Forest and SteppeEdit
The traditional ending to the sketches, found in every edition. Here, Turgenev gives the readers detailed and beautiful descriptions of the hunter's life, ending the collection.
The Russian GermanEdit
An incomplete, short fragment first published in 1964 and never part of the original sketches. Here, the narrator comes across a German landowner in Russia. It is likely he kept this sketch out and never finished it because it did not present a picture of the typical, “Russian” landowner. Here though, he seems to be hinting that the “game” of the sketches is in fact the evils of serfdom and the failures of landowners.
The Reformer and the Russian GermanEdit
Another incomplete, though slightly longer, fragment. This may have been a later version of the previous fragment or another fragment itself. It's completely different, with different characters, and again provides the readers with examples of the failures and cruelties of serfdom.
This series of short stories revealed Turgenev's unique talent as a short story writer. Evidently it greatly influenced all Russian short story writers of the late 19th and early 20th centuries, such as Anton Chekhov, Ivan Bunin, Alexander Kuprin and many others.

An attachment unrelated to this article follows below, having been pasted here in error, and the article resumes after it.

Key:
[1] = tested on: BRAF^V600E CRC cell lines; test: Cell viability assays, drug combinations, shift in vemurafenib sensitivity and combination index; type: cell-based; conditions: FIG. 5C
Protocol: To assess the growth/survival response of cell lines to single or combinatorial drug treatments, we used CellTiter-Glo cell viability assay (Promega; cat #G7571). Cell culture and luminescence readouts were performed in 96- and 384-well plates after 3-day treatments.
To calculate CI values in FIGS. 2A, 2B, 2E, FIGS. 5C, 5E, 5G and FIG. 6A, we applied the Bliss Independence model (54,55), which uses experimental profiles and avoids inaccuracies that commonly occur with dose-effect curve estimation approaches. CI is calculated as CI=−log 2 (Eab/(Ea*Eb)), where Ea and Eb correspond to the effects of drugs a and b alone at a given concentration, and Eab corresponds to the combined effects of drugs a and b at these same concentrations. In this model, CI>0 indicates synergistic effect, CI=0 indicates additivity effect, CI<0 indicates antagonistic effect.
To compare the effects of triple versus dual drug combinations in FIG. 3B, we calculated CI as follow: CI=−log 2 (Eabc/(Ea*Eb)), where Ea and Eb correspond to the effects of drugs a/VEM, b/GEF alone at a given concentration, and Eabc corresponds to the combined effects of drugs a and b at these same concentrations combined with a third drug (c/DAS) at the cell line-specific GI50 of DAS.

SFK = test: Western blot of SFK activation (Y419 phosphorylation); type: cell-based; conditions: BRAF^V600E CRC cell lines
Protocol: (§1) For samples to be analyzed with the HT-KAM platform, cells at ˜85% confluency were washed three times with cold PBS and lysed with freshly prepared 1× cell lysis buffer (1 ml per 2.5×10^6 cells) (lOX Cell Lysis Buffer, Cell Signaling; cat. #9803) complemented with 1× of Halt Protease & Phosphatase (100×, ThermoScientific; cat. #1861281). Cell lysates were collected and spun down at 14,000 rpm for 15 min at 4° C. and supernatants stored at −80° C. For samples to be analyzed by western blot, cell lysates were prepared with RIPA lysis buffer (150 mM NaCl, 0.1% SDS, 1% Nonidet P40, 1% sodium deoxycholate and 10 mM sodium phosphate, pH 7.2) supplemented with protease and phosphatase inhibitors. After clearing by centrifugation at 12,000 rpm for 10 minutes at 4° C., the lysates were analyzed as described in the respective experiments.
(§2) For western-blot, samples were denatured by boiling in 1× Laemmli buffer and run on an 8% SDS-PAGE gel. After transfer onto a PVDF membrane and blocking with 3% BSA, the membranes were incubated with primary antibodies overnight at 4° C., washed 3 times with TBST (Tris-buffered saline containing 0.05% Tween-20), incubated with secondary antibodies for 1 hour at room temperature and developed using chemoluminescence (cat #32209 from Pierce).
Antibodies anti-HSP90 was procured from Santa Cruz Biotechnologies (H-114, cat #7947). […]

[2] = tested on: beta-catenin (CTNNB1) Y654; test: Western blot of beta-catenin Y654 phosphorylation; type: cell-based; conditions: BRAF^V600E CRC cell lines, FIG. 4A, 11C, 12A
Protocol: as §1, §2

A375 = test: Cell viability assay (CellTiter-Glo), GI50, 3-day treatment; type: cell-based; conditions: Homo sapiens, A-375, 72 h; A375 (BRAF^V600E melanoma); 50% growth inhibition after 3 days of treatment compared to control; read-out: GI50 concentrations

Other world writers also admired Turgenev's style. Sherwood Anderson was particularly influenced by Turgenev's literature. He considered A Sportsman's Sketches to be a paradigm for his own short stories.
More recently, Turgenev has been criticized for his somewhat idealized characterization of muzhiks. Turgenev's muzhiks have been compared to other noble savages in 19th-century fiction (such as American Indians in works by J. F. Cooper).
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- English version of text
- Full text of A Sportsman's Sketches in the original Russian at Alexei Komarov's Internet Library
- A Sportsman's Sketches public domain audiobook at LibriVox